The author points out that by 2014 the Coalition engagement in Afghanistan will have been longer than WWI and WWII. In my own mind this highlights the fact that the US in particular, but the Western nations in general, have lost their integrity. They are incapable of collecting and analyzing the truth, thinking holistically, evaluating true costs over time, or devising a sustainable strategy that ultimately achieves the desired end-state: peace and prosperity. A churlish skeptic would point out that no, the West has achieved precisely what it wants, public theater at home, a massive transfer of wealth from the individual taxpayer to the military-industrial complex, and personal enrichment of most policymakers, at least in the USA. Either way, the larger publics lose at home and abroad.

Pakistan and Afghanistan matter not only to Central Asia, where other countries such as Uzbekistan are beginning to implode, but to the Middle East and India. At the very end of the book the author ponders how Afghanistan might follow the Turkish example of Islamic/secular regeneration, and I cannot help but wish that 12 years ago the Coalition had had the brain to leave the British home and make Afghanistan a collaborative effort among Muslim nations led by Turkey.

QUOTE (19) “After a decade, NATO has achieved none of its strategic aims – rebuilding the Afghan state, defeating the Taliban, stabilizing the region – so what assurances can it now plausibly give that it will do so by 2014?

The author defines Afghanistan today (2012) as a corrupt and incompetent government, a dysfunctional bureaucracy and inoperable justice system, high on drugs and illiteracy, with a police force that has the highest desertion rate in the world.
The sucking chest wound: no indigenous economy. Bush specifically refused to invest in roads, dams, water, and power. Karzai has been a complete failure [the author gives Karzai credit and cause across the book, outlining the many ways in which the US failed to develop a relationship of trust with him.]

Pakistani military is out of control and the deal breaker. Nothing the US or other can do will overcome an arrogant ignorant Pakistani military continuing to support extremists and their violence within Afghanistan.

QUOTE (22): “If the west is to depart Afghanistan by 2014 and leave behind relatively stable regimes in Kabul and Islamabad, it will need a multidimensional political, diplomatic, economic, and military strategy.”

Answering this challenge is the purpose of the book.

My nine page detailed summary for professionals coping with Afghanistan and not having the time to read this excellent work, is posted at Phi Beta Iota the Public Intelligence Blog.

Books Cited by the Author:

Cables from Kabul: The Inside Story of the West’s Afghanistan Campaign
Power Struggle Over Afghanistan: An Inside Look at What Went Wrong–and What We Can Do to Repair the Damage

Books I Have Reviewed Circling AF-PK-Islam:
Lines of Fire: A Renegade Writes on Strategy, Intelligence, and Security
Surrender to Kindness: One Man’s Epic Journey for Love and Peace
Reconciliation: Islam, Democracy, and the West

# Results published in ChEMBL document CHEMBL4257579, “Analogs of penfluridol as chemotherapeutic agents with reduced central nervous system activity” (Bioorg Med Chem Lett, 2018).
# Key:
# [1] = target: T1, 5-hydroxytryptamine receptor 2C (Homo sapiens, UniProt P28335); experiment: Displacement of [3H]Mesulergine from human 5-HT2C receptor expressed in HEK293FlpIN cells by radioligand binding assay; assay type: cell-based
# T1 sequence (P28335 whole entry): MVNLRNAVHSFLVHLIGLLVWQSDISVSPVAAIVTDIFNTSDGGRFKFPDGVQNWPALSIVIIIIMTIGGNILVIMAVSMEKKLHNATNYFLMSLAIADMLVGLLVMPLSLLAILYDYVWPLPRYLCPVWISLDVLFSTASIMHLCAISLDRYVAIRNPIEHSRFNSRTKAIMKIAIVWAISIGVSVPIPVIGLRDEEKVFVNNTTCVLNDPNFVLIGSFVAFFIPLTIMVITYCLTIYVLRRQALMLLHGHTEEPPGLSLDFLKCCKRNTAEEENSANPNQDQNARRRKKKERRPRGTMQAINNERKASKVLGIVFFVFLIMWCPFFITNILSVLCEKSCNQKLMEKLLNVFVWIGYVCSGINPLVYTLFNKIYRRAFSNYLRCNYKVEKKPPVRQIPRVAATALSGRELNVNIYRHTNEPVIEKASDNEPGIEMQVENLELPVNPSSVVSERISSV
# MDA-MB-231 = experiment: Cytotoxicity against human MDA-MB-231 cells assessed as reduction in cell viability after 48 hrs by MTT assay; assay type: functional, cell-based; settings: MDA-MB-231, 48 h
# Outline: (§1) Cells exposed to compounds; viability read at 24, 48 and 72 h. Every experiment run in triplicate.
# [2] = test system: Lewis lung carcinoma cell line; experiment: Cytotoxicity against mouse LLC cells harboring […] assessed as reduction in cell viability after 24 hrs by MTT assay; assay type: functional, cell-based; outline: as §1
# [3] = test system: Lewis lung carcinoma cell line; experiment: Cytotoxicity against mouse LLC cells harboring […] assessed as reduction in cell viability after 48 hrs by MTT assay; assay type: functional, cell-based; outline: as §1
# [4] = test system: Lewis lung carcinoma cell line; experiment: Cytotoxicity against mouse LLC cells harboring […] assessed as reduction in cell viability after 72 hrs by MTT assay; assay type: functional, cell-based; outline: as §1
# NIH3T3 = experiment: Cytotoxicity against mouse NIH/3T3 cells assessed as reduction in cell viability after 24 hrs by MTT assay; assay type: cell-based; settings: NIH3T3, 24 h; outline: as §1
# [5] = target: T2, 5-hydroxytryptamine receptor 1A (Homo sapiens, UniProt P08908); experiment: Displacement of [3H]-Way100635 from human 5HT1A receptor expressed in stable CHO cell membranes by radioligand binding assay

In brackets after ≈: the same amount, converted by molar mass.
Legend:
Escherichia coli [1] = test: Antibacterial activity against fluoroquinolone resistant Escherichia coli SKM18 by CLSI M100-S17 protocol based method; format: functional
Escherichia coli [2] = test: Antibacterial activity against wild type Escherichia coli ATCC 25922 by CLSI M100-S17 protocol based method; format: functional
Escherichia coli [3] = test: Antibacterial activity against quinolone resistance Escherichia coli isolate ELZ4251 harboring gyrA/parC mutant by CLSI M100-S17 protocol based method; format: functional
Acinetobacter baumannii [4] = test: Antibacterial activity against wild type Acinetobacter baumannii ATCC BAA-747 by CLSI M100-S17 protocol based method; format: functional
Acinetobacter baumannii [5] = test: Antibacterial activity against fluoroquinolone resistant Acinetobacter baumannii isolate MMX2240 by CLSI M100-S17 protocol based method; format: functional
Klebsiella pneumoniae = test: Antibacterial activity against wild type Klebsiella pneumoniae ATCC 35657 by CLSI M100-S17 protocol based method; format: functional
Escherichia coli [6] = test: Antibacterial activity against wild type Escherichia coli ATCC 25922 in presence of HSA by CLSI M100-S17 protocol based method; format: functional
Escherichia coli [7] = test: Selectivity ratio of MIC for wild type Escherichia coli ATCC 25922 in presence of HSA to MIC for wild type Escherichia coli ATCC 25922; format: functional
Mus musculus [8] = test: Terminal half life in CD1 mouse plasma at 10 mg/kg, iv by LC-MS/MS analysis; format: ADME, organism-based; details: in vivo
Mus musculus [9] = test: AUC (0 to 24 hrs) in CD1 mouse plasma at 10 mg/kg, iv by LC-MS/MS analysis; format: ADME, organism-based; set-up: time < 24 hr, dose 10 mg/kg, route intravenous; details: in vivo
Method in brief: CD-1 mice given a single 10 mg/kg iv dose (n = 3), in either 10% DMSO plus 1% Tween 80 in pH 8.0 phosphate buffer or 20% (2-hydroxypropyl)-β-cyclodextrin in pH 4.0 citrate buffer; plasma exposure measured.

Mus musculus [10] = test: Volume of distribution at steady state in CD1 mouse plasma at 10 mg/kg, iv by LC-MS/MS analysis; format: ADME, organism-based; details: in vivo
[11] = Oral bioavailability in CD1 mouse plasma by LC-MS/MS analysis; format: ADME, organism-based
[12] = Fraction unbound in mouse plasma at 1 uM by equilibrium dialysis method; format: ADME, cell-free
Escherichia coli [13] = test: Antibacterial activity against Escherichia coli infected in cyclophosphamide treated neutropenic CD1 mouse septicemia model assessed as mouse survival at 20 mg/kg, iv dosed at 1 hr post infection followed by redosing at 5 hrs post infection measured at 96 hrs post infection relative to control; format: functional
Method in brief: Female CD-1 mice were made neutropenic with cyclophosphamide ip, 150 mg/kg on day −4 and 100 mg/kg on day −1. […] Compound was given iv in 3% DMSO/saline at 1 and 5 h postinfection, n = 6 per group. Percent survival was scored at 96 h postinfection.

Organizations at War in Afghanistan and Beyond
Uncomfortable Wars Revisited (International and Security Affairs)
Ghost Wars: The Secret History of the CIA, Afghanistan, and Bin Laden, from the Soviet Invasion to September 10, 2001
The Thistle and the Drone: How America’s War on Terror Became a Global War on Tribal Islam

Also Recommended:
Deadly Embrace: Pakistan, America, and the Future of the Global Jihad

Best wishes to all,
Robert David STEELE Vivas
INTELLIGENCE for EARTH: Clarity, Diversity, Integrity, & Sustainability

20131014 RASHID Pakistan on the Brink Review by Steele [Short & Long]

- – - – - LONG REVIEW (SUMMARY) BELOW THE LINE – - – - -

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Oct 13

Review: Swarmwise – The Tactical Manual to Changing the World

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Rickard Falkvinge

5.0 out of 5 stars 6 Star Authentic World-Changing Book , July 20, 2013
EDIT of 19 AUG 2013: Finish book, adding my new remarks at the top, dropping the preliminary review to the end.EDIT OF 13 AUG 2013: I have a 17 hour aviation trip coming up Friday-Saturday, will try to get the detailed review posted sometime in the days after I reach my destination. I regard this book as one of a half dozen essentials for hybrid public governance in the 21st Century — for participatory panarchy in which the public achieves consensus using collective intelligence methods that leverage ethical evidence-based decision-support that is transparent, truthful, and that produces TRUST as the “glue” for holistic ecologically and socially sound decision-making.

- – - – -

My last comment first: this book ends beautifully, and I am personally deeply inspired. Rickard Falkvinge has been and will continue to be a change agent, and this book is a form of persistent, ubiquitous sharing of insight that could help accelerate and broaden the emergent public bottom up demands for clarity, diversity, integrity, and sustainability.

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Jul 20

Review: The Thistle and the Drone: How America’s War on Terror Became a Global War on Tribal Islam

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Akbar Ahmed

5.0 out of 5 stars 6 Star (My Top 10%) — The Book Susan Rice Should Read First, June 6, 2013